At acid concentrations of 50%-55% P2O5, the molar ratio HF:SiF4 is approximately 2, while at higher acid concentrations hydrogen fluoride predominates . There is least danger of problems with silica deposition in the scrubber if the HF:SiF4 ratio is at least 2, since the only product of scrubbing will be fluosilicic acid, while it is undesirable to allow it to exceed 2 by too much, since the product will then contain free hydrogen fluoride. Because the scrubbing solution used is fluosilicic acid, it is desirable to maintain a high concentration from the point of view of transport costs and use of the product. To avoid dilution by the water from the evaporator, the scrubber, which is interposed between the evaporator and the condenser, must be operated at a high temperature at which water will not significantly condense. In practice, this sets a maximum of about 18%-22% H2SiF6 on the concentration of the scrubbing medium because at higher concentrations the equilibrium vapour pressures of hydrogen fluoride and silicon tetrafluoride are too high for efficient fluorine removal.
The void spray tower type of scrubber, originally developed by Swift and Co. and further developed by Fisons and others, is often used. The scrubber is conveniently mounted atop the evaporator and receives vapours from the entrainment separator, which returns any droplets or mist particles of phosphoric acid to the acid system. Fluorine scrubbers typically operate at an efficiency of 90%-93%; the remainder of the fluorine vapours is largely removed in the condenser into which the vapours subsequently pass. The condenser is usually of the barometric direct-contact type, but after cooling the water must be directed to a wastewater treatment installation to remove the contamination.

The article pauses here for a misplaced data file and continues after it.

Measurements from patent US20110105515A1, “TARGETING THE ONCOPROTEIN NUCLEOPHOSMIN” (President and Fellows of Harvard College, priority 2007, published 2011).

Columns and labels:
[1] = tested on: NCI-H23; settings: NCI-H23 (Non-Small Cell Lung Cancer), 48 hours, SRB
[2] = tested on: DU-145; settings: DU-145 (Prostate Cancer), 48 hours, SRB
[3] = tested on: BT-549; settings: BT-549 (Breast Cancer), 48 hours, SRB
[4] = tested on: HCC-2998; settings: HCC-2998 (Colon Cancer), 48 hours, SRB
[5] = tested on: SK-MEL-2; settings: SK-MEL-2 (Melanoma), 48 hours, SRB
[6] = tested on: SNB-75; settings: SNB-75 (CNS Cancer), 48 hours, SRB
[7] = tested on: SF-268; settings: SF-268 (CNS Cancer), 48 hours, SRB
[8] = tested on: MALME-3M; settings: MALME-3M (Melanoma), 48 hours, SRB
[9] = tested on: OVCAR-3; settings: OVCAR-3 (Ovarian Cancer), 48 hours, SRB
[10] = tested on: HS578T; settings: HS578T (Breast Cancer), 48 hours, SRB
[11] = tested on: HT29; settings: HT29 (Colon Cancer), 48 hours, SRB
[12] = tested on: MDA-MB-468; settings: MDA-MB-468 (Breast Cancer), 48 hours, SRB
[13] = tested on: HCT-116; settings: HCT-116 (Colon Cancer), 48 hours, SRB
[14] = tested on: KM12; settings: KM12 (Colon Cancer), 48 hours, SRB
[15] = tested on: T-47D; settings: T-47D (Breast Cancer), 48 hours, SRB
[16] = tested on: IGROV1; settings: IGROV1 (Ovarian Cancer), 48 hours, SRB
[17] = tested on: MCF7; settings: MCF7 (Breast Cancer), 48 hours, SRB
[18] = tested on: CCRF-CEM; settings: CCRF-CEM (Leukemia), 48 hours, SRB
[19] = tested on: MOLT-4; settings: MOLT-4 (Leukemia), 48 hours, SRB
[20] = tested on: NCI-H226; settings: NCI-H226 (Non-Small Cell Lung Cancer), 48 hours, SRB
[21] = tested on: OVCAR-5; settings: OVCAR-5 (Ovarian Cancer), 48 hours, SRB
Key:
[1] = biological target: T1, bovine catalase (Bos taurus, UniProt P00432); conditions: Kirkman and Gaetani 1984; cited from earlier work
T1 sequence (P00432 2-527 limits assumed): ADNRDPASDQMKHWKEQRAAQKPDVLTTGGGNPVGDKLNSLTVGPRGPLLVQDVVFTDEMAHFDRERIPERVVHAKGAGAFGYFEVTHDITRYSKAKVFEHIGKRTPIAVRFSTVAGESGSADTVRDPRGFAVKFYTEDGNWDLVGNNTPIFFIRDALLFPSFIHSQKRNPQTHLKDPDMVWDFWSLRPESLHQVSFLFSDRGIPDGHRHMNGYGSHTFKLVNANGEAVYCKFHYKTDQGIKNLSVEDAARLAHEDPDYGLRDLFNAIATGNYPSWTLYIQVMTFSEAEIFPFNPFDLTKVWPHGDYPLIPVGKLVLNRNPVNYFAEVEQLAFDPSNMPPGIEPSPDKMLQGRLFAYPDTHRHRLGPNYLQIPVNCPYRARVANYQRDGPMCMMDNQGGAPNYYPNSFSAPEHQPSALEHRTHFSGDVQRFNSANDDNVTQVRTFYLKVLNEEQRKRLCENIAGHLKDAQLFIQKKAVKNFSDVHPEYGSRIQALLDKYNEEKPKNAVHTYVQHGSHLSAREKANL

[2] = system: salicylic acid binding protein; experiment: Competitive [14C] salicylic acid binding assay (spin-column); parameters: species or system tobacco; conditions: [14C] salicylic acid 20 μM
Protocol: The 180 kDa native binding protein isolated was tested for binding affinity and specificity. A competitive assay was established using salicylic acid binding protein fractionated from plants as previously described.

Numerous processes for recovering saleable fluorine compounds have been proposed and developed experimentally; some of these processes are used on an industrial scale. A description of all of these processes is beyond the scope of this resource.